U.S. Little League champs lose title for using ineligible players

Updated 10:36 PM EST, Wed February 11, 2015
01:22 - Source: CNN
U.S. Little League champs stripped of title

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(CNN) —  

They made America feel good, those kids from Chicago’s South Side who beat the odds and beat all contenders en route to the U.S. Little League championship.

But now those feelings, like the championship, are no more.

A team from Las Vegas is now the 2014 U.S. champion.

The international youth baseball organization also suspended Jackie Robinson West’s manager, ousted the local district administrator and barred the program from tournament play.

Reflecting on what he called “a heartbreaking decision,” Little League International President Stephen Keener said the Chicago team’s players can still be proud of what they accomplished last year.

“But it is unfortunate that the actions of adults have led to this outcome,” Keener added. “… As painful as this is, we feel it a necessary decision to maintain the integrity of the Little League program. No team can be allowed to attempt to strengthen its team by putting players on their roster that live outside their boundaries.”

Brandon Green, a player on the Jackie Robinson West team, said the players weren’t involved in anything that should cause the squad to be stripped of its title.

“We know that we’re champions, our parents know that we’re champions … and Chicago knows we’re champions,” he said at a news conference.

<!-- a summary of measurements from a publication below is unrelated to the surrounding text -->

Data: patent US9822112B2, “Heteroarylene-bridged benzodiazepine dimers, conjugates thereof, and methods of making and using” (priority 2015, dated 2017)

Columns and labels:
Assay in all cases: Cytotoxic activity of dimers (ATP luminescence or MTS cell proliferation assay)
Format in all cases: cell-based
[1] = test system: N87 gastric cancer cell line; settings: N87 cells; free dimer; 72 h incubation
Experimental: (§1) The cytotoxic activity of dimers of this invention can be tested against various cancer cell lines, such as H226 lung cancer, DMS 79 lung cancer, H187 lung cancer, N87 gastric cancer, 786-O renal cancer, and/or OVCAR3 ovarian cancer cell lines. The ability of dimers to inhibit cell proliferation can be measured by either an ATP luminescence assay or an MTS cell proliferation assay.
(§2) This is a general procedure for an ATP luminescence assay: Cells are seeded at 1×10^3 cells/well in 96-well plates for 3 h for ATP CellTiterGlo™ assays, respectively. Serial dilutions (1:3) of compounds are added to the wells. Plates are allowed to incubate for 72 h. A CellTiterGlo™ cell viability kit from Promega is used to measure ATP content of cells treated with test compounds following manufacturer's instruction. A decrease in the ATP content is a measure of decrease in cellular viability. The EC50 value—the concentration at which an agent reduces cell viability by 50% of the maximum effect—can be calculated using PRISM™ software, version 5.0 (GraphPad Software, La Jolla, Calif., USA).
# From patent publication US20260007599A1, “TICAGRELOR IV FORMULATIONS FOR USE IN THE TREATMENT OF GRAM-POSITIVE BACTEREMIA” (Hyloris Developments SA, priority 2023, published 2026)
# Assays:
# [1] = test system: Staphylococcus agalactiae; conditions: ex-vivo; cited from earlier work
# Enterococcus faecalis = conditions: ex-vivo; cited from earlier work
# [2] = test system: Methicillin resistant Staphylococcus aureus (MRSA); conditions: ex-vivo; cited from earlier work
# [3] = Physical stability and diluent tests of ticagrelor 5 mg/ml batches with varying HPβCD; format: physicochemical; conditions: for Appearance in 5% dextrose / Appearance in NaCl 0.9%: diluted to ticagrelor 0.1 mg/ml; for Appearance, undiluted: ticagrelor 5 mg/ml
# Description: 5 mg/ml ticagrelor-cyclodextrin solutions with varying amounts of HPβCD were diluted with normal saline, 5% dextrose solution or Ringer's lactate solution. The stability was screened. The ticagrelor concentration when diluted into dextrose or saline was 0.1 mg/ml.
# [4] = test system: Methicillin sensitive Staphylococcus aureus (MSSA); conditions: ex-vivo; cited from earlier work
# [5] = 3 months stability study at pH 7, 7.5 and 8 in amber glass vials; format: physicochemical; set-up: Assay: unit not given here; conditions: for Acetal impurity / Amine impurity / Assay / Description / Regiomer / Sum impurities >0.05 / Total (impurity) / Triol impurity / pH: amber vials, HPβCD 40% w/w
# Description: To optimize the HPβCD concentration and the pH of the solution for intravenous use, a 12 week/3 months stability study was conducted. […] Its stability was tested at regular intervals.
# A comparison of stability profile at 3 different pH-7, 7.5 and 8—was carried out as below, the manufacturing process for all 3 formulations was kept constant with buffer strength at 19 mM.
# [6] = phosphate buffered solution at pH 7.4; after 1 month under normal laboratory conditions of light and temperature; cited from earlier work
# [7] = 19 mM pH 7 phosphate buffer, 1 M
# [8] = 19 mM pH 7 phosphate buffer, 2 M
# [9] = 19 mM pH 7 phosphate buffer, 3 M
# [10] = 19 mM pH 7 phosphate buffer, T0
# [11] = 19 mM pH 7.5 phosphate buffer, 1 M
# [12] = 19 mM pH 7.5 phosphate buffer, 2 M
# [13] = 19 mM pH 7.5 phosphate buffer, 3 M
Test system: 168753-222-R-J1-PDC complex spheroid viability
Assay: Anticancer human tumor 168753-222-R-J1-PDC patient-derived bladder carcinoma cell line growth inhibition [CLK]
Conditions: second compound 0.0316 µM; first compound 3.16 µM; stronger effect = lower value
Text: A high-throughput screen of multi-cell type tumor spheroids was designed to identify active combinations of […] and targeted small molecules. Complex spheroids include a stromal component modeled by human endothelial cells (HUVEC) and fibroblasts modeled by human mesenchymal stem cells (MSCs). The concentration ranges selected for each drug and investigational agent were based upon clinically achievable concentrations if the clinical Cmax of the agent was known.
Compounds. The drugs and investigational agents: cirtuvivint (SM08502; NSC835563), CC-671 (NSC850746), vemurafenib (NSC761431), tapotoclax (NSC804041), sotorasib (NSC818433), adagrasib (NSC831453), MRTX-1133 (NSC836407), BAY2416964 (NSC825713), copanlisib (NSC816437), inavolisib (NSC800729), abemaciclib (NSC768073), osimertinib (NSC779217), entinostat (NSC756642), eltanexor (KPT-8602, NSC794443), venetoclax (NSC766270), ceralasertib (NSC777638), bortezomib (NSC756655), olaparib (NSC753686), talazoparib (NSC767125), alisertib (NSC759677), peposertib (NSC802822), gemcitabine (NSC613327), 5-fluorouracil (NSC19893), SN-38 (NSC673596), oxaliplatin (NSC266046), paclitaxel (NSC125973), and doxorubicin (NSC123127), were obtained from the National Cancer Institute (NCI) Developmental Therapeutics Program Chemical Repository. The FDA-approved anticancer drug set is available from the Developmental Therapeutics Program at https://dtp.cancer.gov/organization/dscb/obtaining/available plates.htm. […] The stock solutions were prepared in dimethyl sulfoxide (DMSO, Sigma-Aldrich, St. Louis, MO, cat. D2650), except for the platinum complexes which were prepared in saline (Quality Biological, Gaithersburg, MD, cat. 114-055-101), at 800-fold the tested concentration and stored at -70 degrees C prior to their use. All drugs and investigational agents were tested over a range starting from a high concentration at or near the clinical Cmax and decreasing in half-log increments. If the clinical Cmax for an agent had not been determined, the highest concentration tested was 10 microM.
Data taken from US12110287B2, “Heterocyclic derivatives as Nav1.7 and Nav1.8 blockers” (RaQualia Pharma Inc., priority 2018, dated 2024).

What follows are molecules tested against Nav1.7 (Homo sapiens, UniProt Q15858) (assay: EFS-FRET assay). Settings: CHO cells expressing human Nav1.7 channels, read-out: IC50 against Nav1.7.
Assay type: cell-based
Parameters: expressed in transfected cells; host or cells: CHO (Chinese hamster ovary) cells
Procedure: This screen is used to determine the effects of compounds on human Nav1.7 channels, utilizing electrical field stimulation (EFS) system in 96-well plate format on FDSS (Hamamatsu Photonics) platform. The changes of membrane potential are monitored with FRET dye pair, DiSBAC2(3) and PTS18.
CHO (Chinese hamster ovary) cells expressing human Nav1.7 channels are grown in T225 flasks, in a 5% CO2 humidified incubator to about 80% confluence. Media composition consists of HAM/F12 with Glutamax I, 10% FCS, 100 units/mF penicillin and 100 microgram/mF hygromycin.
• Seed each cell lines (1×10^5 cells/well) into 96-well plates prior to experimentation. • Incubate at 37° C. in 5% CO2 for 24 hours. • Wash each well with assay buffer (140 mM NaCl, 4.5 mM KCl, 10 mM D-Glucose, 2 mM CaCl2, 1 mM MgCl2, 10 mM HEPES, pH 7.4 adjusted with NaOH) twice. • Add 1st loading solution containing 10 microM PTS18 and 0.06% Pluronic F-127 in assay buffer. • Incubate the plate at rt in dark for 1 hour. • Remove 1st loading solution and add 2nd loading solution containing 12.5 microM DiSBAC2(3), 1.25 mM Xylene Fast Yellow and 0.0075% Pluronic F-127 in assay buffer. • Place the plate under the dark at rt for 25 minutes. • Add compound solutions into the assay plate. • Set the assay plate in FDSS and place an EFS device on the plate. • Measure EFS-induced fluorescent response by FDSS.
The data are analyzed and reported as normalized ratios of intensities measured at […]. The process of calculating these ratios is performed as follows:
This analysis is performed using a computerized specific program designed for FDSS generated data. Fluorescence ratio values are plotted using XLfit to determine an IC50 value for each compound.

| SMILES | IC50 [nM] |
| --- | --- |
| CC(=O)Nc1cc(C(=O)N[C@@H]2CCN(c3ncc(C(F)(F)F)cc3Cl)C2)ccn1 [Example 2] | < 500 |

Chicago Mayor Rahm Emanuel called Keener and the two spoke for 10 minutes, a spokeswoman for the mayor, Kelley Quinn, said. Emanuel told the Little League official that the players didn’t deserve to be punished. The organization should have sanctioned the adults, he said.

“You have turned them into the perpetrators when they are the victims,” Emanuel told him, according to his spokeswoman. “You know what they have done for Chicago, and let’s face it, you know what they’ve done for your tournament.”

Named for the icon who broke baseball’s color barrier and consisting entirely of African-Americans, the Jackie Robinson West squad proved that, despite talk to the contrary, baseball was not dead among inner-city youths.

The team of mostly 12-year-olds from Chicago’s South Side earned raves after knocking out Sports Illustrated cover girl Mo’ne Davis’ Philadelphia team and rolling to the U.S. championship contest. It entered that game as an underdog to Las Vegas, which had beaten every team it faced – including crushing Chicago by a 13-2 score.

The title game was a much more even affair. The two squads swapped leads before Chicago jumped ahead for good with a three-run fifth inning en route to a 7-5 win.

In the World Series final the following day, Jackie Robinson West rallied late but couldn’t overcome the eventual champions from South Korea.

That loss didn’t halt the positive feelings about the team. Everyone from former Chicago White Sox great and baseball Hall of Famer Frank Thomas and longtime Obama adviser David Axelrod cheered their success.

At the time of the Washington visit, local Little League officials were already investigating allegations because of a tip from a neighboring district’s official and documentation. Little League International initially determined that all of Jackie Robinson West’s players were eligible.

In the middle of December, though, “Little League began to learn of multiple issues with boundary maps and operational process with multiple leagues in Illinois District 4,” Little League International officials said in a statement.

Several more meetings followed, including one on January 31 when several issues came up, including that “Jackie Robinson West Little League used a falsified boundary map for their 2014 tournament and that Jackie Robinson West Little League officials met with other leagues in District 4 to try to get the territory they wrongfully claimed was theirs for their 2014 tournament.”

“During our review, it became clear that both Jackie Robinson West officials and (the) District Administrator … signed documents to make players eligible who should not have been,” Keener said.

CNN’s Kevin Bohn contributed to this report.